An additional optional feature of the split electrode is one or more radial channels 694 as shown in FIG. These radial channels 694 can be present at the edge of the segmented electrode 652 as shown in FIG. 6, or can be openings through the body of the segmented electrode. These radial channels 694 can facilitate the maintenance of the split electrodes in the lead body by interacting with the material of the lead body.

  Returning to FIG. 4A, at least one conductor 466 is coupled to each of the split electrodes 452. The conductors can be attached using any suitable technique including, but not limited to, welding, soldering, crimping, or staking.

  In the lead manufacturing process, as shown in FIG. 4B, the lead body 468 is formed so as to penetrate the ring 454 around the divided electrode 452 and the conductive wire 466. The lead body can be formed using a polymeric material such as, for example, polyurethane, silicone, etc., or any combination thereof. It will be appreciated that there can be more than one pre-electrode 450 with split electrodes 452 and the lead body 468 can be formed around all of these split electrodes simultaneously. For example, in at least some embodiments, the pre-electrodes 450 can be spaced apart within the mold. Next, the material of the lead body 468 can be formed to penetrate the pre-electrode 450 around the divided electrode 452. The lead body 468 can pass through any of the holes 452 in the electrode 452 (see FIG. 5).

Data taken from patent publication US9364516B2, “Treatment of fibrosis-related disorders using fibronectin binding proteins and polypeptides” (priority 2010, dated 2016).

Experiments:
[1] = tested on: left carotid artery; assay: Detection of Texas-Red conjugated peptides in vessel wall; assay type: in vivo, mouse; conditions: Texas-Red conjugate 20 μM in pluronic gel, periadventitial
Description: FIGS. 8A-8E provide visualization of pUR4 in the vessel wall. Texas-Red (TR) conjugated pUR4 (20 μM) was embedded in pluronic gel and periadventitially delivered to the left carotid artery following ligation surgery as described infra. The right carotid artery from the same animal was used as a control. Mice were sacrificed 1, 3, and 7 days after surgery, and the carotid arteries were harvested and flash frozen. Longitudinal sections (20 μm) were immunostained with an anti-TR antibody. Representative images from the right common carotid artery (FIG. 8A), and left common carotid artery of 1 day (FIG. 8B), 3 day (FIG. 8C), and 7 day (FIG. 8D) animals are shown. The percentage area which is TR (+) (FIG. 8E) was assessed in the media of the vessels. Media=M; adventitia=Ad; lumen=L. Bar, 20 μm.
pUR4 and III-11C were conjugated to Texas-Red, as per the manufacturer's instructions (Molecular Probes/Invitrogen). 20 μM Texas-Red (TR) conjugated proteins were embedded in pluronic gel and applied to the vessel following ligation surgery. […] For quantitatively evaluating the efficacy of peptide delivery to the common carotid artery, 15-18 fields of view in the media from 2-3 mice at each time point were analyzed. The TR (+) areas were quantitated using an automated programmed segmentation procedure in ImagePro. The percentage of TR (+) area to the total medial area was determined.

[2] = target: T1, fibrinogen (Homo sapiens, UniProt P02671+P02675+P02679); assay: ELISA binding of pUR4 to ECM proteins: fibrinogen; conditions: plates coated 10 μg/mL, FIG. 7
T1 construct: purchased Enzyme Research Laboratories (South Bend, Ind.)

After forming the lead body 468, as shown in FIG. 4C, the ring 454 that connects the divided electrodes 452 to each other is removed. This removal separates the split electrode 452 and further exposes the outer surface of the split electrode so that it can be used for electrical stimulation of adjacent tissue when the lead is implanted. Any suitable process can be used to remove the ring 454, including but not limited to grinding (such as centerless grinding), ablation, etching, machining, etc., or any combination thereof. In some embodiments, removal of the ring can include removal of the outer portion of the split electrode 452 or the outer portion of the lead body 468 or both.